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Publication numberUS7082285 B2
Publication typeGrant
Application numberUS 10/101,396
Publication dateJul 25, 2006
Filing dateMar 18, 2002
Priority dateMar 23, 2001
Fee statusPaid
Also published asUS7715792, US8112616, US20040210875, US20060183424, US20100223410
Publication number10101396, 101396, US 7082285 B2, US 7082285B2, US-B2-7082285, US7082285 B2, US7082285B2
InventorsJoakim Linde
Original AssigneeBroadcom Corporation
Export CitationBiBTeX, EndNote, RefMan
External Links: USPTO, USPTO Assignment, Espacenet
Reduced instruction set baseband controller
US 7082285 B2
Abstract
In wireless communications such as in the Bluetooth communication system, an execution unit sequentially receives software instructions for execution. Prior to completing each instruction, the execution unit issues an interrupt indicating the upcoming completion of the instruction execution and awaits receipt of the next instruction. A Link Manager issues limited instructions, and a Link Controller includes a hardware execution unit for executing the limited instructions. A processing unit in the Link Manager performs remaining functions under control of a software program.
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Claims(9)
1. A wireless communication device for efficient implementation of functions defined by a Bluetooth wireless communication protocol comprising:
a Link Manager including a processing unit;
a Link Controller including a hardware execution unit for executing time critical instructions issued by the Link Manager, wherein the time critical instructions are limited to performing the functions of establishing an ACL link, establishing an SCO link, paging, responding to a page, inquiry, scanning for inquiry, responding to the scanning for inquiry, polling unparked devices, unparking devices, and idle; and
wherein the Link Manager performs non-time critical functions using a computer software program running on the processing unit.
2. The device of claim 1 wherein the Link Controller executes the instructions and issues an interrupt signaling a completion of the instruction before the instruction execution is actually complete.
3. The device of claim 1, wherein the processing unit is a microprocessor.
4. The device of claim 1, wherein each of the time critical instructions are completed in less than 1 ms.
5. A wireless communication device for efficient implementation of functions defined by a Bluetooth wireless communication protocol comprising:
a Link Manager including a processing unit;
an instruction register coupled to the Link Manager;
a Link Controller coupled to the instruction register and including a hardware execution unit, wherein the Link Manager issues instructions to the instruction register and the Link Controller reads instructions from the instruction register;
wherein the instructions are limited to those functions that are time critical; and
wherein the processing unit in the Link Manager performs non-time critical functions using a computer software program running on the processor.
6. The device of claim 5 wherein the instructions are limited to those function of establishing an ACL link, establishing an SCO link, paging, responding to a page, inquiry, scanning for inquiry, responding to the scanning for inquiry, polling unparked devices, unparking devices, and idle.
7. The device of claim 5 further comprising:
executing the instructions in the Link Controller; and
prior to completing executing the instructions, issuing and interrupt to the Link Manager signalling that the instruction is nearly complete.
8. The device of claim 5, wherein the processing unit is a microprocessor.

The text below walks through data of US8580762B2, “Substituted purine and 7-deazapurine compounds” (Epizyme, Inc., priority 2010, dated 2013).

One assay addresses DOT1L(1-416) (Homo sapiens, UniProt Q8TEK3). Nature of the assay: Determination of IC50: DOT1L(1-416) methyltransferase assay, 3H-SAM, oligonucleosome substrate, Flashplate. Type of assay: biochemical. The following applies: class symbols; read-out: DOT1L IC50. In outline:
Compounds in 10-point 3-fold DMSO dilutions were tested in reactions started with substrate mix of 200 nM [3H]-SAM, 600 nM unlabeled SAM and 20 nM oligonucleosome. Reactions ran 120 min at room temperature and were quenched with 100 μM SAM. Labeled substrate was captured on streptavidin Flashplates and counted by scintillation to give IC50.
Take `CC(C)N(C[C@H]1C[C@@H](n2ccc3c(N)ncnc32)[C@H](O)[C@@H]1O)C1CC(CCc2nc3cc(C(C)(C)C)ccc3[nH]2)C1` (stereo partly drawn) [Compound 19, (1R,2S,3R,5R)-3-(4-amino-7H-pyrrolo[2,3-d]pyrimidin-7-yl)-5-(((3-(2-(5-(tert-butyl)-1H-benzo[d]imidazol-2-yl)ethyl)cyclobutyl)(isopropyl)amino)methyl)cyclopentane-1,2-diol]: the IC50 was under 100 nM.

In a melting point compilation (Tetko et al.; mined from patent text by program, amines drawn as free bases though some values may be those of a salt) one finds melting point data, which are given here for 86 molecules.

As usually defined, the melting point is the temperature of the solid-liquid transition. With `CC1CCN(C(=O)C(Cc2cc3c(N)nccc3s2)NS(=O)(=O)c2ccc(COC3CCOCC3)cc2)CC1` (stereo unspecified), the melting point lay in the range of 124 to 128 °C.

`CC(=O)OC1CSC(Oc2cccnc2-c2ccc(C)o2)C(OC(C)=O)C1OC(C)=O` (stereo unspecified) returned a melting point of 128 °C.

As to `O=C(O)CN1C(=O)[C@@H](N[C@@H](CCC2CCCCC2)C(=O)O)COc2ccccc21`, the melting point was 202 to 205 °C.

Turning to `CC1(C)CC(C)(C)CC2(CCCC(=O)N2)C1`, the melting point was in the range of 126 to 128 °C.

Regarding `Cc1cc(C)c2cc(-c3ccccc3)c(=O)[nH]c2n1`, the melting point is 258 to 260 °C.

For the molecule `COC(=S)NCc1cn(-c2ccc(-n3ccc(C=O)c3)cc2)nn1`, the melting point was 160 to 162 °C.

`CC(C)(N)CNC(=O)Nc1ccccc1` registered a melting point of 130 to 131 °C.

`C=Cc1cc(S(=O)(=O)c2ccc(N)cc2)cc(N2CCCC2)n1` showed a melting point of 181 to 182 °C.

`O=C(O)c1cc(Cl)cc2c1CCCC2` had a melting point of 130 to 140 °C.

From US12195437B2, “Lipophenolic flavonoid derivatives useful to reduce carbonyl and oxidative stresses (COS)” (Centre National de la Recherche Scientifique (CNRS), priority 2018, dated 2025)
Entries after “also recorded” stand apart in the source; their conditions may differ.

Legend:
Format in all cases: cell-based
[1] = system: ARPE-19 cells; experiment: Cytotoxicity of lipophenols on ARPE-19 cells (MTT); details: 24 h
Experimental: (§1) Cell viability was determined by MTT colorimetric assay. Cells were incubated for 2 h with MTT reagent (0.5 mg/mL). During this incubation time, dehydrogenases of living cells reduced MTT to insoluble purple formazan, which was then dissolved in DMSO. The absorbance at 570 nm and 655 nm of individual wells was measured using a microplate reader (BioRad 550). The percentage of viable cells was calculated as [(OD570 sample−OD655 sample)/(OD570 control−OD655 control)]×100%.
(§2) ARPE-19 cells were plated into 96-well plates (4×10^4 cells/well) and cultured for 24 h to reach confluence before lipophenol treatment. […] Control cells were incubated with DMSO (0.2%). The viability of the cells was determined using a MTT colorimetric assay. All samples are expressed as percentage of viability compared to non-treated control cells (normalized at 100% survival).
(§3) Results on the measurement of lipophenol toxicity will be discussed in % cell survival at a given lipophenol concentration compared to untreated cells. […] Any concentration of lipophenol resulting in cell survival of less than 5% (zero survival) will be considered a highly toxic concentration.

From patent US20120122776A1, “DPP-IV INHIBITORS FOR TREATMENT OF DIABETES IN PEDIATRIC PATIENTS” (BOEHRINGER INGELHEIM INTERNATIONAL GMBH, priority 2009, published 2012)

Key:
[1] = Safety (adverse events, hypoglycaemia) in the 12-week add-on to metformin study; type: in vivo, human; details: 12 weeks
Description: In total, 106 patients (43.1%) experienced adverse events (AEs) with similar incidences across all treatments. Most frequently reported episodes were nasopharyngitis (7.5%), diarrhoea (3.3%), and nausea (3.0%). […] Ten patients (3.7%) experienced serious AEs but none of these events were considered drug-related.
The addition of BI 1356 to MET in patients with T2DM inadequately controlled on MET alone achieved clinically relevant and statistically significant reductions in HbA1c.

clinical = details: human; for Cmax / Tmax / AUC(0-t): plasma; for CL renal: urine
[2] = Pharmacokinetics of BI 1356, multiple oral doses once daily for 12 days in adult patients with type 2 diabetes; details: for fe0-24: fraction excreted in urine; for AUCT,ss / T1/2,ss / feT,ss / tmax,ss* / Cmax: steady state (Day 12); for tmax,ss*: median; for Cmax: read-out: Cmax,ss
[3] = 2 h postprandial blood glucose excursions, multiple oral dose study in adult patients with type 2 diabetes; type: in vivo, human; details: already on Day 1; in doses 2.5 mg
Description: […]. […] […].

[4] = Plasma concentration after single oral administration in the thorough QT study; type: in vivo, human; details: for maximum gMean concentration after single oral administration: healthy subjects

9. The device of claim 5, wherein the functions that are time critical are completed in less than 1 ms.
Description
CROSS-REFERENCES TO RELATED APPLICATIONS

This application claims priority from provisional application No. 60/278,493, filed Mar. 23, 2001.

BACKGROUND OF THE INVENTION

The present invention relates to wireless communications, and more particularly to a method for implementing the Bluetooth Communication standard.

Along with the proliferation of handheld devices, cell phones, laptops, personal computers and other electronic devices comes a desire to enable those devices to communicate with one another without cumbersome and expensive wires between them. Thus, wireless technology is gaining popularity in the industry and is expanding rapidly. One of those technologies emerging from the various different proposals for implementing wireless communications is the so-called Bluetooth protocol. The Bluetooth protocol uses radio transmissions to transfer both voice and data in real-time. Bluetooth technology allows users to make effortless, wireless and instant communications between various wireless devices.

The Bluetooth system provides both point-to-point connections (only two Bluetooth devices involved), or point-to-multipoint connections (more than two Bluetooth devices). In the point-to-multipoint connection, a communication channel is shared among several Bluetooth devices. Two or more devices sharing the same channel form a “piconet.” In a piconet, one Bluetooth unit acts as the master of the piconet, whereas the other units act as slaves. The master controls access to the channel.

Multiple piconets with overlapping coverage areas form a “scatternet.” Each piconet has only one master; however a master in one piconet can be a slave in another piconet. This allows for continually flexible configurations. FIG. 1 is a simplified diagram illustrating a scatternet 100 with several Bluetooth devices networked in multiple piconets under the Bluetooth protocol. A first piconet 101 comprises devices 103, 105, 107, and 109. Device 103 is the master device while devices 105, 107 and 109 are slave devices. A second piconet 111 comprises devices 109, 113, and 115. In second piconet 111, device 109 is the master device (though it was the slave device in first piconet 101) and devices 113 and 115 are slave devices. A third piconet 117 is comprised of master device 119 and slave devices 115 and 121.